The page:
When I was in Maine, I noticed that many of the 18th-century graveyards were dominated by stones from the big Boston carvers, particularly the Fosters of Dorchester. This makes sense due to the close ties — social, economic, and political — between coastal Maine and Massachusetts. Besides the prevalence of Dorchester-carved slate, one of the most notable things about Maine gravestones is the vast number of epitaphs that emphasize the deceased's connections with Massachusetts.
In addition, the readily-available stone in southeastern Maine is crappy for making gravestones (the stones made of local stone are typically severely deteriorated and illegible), so it makes sense that anyone with enough money would send home to Boston for slate.
The quality of the lettering on these stones indicates that the epitaphs were carved by professionals in Boston. This raises an interesting question: how did they know what to carve? Unlike local carvers who might have known the deceased or his/her family, urban carvers serving a rural market must have received orders by letter (this is probably true of any of the larger carving workshops). I don't know who wrote those letters, but it seems that somewhere along the line, there was a failure of communication.
I say this because I've seen several slate gravestones in outlying communities on which an unskilled person has altered the dead person's name.
The Joshua A. Hopkins stone (1815) in Wellfleet, MA, out near the tip of Cape Cod, is a good example of this pattern. The high-quality slate and elegance of the engraving suggest that this stone was carved near Boston and shipped across Massachusetts Bay (though I should note that I'm not 100% sure — the urn is fairly simple and could have been carved by a local). That far out on the cape, there's very little native stone worth carving. When the stone arrived, someone was obviously dissatisfied because the letterer left out Hopkins' middle initial. Since the rest of the stone is run-of-the-mill (not even a verse), it's possible that a friend of the Hopkins family ordered the stone while in Boston and didn't think to include personal details. Regardless of who ordered the stone, someone in Wellfleet was disappointed and did his or her best to correct the omission.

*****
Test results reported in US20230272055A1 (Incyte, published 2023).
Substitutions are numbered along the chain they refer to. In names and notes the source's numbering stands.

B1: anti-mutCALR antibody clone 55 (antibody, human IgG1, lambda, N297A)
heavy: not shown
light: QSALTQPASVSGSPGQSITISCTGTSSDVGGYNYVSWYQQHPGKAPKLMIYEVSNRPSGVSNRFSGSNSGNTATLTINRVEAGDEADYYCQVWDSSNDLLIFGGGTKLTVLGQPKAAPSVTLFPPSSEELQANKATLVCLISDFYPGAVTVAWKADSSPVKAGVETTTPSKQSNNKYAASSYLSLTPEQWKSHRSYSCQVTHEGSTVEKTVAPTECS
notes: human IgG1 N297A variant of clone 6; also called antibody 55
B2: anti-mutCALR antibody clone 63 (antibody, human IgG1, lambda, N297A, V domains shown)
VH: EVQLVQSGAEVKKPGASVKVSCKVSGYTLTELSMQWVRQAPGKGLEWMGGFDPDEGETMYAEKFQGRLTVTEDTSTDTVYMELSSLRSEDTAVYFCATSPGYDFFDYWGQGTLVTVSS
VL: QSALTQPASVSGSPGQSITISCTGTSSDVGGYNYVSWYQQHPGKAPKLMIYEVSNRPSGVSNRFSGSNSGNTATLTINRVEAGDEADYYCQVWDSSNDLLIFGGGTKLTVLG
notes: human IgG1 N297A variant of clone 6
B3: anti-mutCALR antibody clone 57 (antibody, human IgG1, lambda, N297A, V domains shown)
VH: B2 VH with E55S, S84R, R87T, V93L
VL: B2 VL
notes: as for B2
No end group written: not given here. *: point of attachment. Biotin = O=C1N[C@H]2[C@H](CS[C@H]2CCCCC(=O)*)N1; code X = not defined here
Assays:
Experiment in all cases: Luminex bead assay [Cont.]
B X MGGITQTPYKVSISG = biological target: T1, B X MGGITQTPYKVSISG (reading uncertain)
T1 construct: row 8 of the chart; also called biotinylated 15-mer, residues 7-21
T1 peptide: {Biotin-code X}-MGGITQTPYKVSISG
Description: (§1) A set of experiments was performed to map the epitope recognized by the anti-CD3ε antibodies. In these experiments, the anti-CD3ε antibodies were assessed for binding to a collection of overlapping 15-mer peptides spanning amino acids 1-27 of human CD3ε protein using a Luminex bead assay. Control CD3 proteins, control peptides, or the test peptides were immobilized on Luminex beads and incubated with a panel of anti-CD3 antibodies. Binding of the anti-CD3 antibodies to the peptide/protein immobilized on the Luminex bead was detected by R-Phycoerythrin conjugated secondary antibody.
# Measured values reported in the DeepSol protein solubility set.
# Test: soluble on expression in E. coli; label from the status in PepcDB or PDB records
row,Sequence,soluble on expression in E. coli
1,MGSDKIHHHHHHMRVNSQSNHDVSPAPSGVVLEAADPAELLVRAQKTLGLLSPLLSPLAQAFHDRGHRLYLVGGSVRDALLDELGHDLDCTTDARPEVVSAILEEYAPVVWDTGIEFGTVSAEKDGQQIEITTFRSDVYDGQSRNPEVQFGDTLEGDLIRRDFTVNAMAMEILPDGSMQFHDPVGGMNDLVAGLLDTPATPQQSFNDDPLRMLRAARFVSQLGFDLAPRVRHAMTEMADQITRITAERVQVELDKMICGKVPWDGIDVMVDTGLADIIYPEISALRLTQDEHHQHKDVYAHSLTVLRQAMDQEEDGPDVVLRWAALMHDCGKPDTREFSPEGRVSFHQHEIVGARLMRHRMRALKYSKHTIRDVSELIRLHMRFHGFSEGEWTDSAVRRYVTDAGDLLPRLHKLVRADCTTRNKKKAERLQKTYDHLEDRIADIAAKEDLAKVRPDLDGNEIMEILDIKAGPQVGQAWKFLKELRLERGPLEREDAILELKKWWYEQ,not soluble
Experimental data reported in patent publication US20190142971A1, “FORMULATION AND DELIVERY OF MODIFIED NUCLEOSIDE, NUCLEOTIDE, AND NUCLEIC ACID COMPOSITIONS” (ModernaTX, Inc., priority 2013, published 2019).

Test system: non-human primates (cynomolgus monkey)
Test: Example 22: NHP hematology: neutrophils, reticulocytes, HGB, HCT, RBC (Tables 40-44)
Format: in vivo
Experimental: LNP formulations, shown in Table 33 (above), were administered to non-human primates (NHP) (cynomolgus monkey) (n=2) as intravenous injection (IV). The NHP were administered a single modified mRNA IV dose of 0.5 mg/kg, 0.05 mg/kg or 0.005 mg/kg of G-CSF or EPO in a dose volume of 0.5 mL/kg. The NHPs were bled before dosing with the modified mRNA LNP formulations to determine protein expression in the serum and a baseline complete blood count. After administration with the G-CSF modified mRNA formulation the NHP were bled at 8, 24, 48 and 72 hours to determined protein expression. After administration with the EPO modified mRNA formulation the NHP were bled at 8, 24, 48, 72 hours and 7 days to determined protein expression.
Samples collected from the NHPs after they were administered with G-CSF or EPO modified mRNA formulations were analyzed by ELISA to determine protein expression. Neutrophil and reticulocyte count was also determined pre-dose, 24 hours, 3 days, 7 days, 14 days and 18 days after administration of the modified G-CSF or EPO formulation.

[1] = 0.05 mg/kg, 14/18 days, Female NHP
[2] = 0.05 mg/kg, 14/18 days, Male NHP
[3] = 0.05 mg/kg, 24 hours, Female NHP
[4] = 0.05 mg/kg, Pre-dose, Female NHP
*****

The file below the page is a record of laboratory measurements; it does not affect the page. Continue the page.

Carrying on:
The Abigail Grosvenor stone (1763) in Pomfret, CT has a similar correction. It's a Boston-area slate stone (probably from the Foster shop) with competent lettering, though, to be honest, it looks like they let a high-level apprentice do the lettering because it's not as crisp as it should be. If the original lettering looks a little rough, the prominent addition of "JUNR" looks like it was gouged out with a sharp stone. If the text had been carved by a local, it would make sense to have the same hand make the correction. Instead, a much less skilled carver hacked out the missing designation.